by CIO Staff

Reader Feedback: Tip Helped reduce the number of key IT controls for Sarbanes-Oxley

Oct 15, 20054 mins

Thanks for Two Timely Articles

I want to compliment you on the quality and content of recent magazines. In particular, the July 1 article by Ben Worthen, “How to Dig Out from Under Sarbanes-Oxley,” and the July 15 “Wake-Up Call” by Alice Dragoon were two of the best, most timely pieces of information I have received in my 15 years as a CIO.

As a result of Worthen’s article, we were able to have a conversation with our auditors and reduce the number of key IT controls for Sarbanes-Oxley from 89 to 66—the other 23 just weren’t directly relevant to our company’s financial controls [or the] integrity of our financial reporting.

Dragoon’s article crystallized many of the concepts we have been wrestling with for our call centers, and we plan to use many of the recommendations for transforming our call centers to a source of competitive advantage in our new IT strategy, which will be published in October.

I just can’t tell you how strongly I appreciate both writers’ work and the direct impact it has had on how I help manage our business.

Leslie H. Duncan


Atmos Energy

Unpredictability in Requirements: Nature of the Beast

To argue the difference between missed requirements versus changing requirements is futile [“No Crystal Ball for IT,” July 15]. From a customer vantage point, it’s unimportant and just serves as semantics to widen the gap between IT and its customer base.

IT and software engineering deal with a lot of unpredictability. It’s not a bad thing. It just is. Regardless of how mature and formal the software engineering process is, developing software is closer on the predictability scale to “waging a war” than it is to “paving a road.” Too many unknowns, changing or missed requirements, changing technology, unproven architectures and tools, unpredictable staffing market, a fickle customer base—the list goes on.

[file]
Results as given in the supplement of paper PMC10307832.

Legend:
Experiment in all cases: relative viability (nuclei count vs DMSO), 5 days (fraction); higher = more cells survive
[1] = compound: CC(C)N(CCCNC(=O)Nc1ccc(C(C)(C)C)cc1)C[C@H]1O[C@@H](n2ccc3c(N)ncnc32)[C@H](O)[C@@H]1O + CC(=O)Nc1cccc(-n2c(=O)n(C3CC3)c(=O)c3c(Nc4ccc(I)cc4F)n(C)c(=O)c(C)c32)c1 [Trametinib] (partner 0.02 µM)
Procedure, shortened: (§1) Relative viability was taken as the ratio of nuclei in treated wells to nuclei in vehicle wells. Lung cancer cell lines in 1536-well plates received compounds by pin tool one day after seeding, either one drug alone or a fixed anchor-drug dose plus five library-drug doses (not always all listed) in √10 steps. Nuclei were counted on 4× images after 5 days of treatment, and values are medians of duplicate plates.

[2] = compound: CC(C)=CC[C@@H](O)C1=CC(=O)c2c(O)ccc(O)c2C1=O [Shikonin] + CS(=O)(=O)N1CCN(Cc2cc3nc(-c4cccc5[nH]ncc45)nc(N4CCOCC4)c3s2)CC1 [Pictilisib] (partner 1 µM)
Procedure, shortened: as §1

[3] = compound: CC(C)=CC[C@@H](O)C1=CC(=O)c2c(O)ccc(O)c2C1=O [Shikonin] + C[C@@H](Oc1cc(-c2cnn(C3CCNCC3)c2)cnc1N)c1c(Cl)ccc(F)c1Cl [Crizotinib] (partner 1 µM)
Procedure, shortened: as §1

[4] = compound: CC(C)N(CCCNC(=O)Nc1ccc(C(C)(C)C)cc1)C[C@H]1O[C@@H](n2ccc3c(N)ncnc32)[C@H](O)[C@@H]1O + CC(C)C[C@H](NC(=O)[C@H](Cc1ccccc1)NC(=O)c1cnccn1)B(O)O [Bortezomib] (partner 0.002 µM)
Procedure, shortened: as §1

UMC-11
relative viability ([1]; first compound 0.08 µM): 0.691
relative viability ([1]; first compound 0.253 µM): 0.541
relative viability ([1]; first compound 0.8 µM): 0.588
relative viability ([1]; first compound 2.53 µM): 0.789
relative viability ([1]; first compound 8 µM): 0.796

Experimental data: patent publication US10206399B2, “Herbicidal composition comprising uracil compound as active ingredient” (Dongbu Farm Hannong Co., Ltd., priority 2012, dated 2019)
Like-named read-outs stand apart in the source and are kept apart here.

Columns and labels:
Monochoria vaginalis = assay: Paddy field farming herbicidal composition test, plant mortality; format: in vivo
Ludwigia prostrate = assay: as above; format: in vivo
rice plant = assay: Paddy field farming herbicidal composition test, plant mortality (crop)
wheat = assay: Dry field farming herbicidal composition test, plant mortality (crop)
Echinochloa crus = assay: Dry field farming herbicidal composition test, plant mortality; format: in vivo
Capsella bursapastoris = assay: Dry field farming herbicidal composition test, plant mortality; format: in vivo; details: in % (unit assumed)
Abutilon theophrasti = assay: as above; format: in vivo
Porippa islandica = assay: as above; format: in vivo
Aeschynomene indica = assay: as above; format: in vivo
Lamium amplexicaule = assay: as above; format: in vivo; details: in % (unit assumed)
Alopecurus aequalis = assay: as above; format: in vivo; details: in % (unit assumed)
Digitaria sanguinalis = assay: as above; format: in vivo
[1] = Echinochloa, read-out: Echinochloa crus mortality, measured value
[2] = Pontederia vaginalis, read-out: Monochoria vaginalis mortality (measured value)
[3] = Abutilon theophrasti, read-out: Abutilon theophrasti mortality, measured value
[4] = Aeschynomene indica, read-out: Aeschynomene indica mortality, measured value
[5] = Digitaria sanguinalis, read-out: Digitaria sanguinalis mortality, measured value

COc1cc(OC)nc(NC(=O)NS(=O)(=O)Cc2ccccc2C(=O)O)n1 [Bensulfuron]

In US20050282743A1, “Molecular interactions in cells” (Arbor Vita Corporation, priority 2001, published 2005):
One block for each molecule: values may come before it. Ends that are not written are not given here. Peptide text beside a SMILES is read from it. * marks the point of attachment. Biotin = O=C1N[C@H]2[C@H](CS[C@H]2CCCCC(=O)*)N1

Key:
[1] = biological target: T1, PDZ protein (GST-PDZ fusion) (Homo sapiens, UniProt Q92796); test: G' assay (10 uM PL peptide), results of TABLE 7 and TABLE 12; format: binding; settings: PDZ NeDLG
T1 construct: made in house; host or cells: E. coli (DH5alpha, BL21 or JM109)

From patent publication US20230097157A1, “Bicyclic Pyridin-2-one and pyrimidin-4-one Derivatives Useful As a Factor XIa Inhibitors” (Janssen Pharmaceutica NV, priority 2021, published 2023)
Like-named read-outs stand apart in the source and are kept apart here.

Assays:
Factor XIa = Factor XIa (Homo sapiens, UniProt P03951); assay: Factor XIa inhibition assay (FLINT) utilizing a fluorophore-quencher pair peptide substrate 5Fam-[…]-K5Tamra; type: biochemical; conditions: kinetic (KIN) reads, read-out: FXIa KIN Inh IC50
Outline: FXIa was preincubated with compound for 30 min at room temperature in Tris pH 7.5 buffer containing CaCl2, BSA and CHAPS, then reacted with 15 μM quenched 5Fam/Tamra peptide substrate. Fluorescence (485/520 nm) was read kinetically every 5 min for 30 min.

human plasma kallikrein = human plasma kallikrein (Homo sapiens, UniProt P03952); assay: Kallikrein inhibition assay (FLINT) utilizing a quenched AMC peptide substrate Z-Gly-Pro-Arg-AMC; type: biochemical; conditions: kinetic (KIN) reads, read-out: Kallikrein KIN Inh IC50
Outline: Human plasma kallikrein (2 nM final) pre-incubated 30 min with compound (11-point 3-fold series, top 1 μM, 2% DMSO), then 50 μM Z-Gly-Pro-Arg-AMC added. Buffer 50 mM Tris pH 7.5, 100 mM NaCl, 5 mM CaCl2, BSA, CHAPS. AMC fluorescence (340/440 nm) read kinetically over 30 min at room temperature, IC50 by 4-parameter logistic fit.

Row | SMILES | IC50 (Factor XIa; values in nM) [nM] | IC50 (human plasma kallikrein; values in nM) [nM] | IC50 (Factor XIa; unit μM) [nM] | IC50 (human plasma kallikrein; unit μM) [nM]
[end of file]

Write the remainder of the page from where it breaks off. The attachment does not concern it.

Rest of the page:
The automotive industry has it right. It comes up with a concept car first, then takes the time to make it consumer-ready. We often, in creating software, do not take this two-step approach. We can’t afford not to. So we keep turning up concept projects, tweaking them as we go to make them more palatable to the consumers.

There is no magic bullet here. The use of software engineering best practices is necessary but not sufficient. The question we have to ask ourselves is the following: Are we willing to pay the price tag for what it would cost to develop robust, industrial-strength software, or are we plagued forever to produce toy products?

Moez Chaabouni


Hondros College

As business leaders, it is up to us to define the business before any attempt is made to define the requirements for the various IT projects we manage.

We must think outside the shipping box that the system was delivered in. We must begin thinking about our needs as we start to do the strategic planning cycles. We must incorporate our business process design when we shape the business models and consider the tactical plans for deploying the business activities. We must deliberately plan for how the business processes become actualized in policies, procedures, training manuals, employee instructions, customer information and even the design of the service or product offerings themselves. Once we have designed (or redesigned, as the case may be) the business processes, we have the structure of what is needed as inputs to the system planning.

On the issue of financing, I couldn’t agree more with the article. There are many examples of project costs seeming to spiral out of control. The International Space Station is a good example. Many reports suggest that we should abandon the whole thing because costs have risen far beyond the original few billion it was supposed to cost. This problem was due to scope changes that were not anticipated. Can we really blame the project? Surely we simply failed to correctly define the scope of the project. We failed to manage inputs, outputs, processes, quality and product characteristics. A large fraction of IT projects are considered failures. Of those that succeed, many run well beyond the original investment threshold and do not live up to their ROI claims.

Kent Hopkins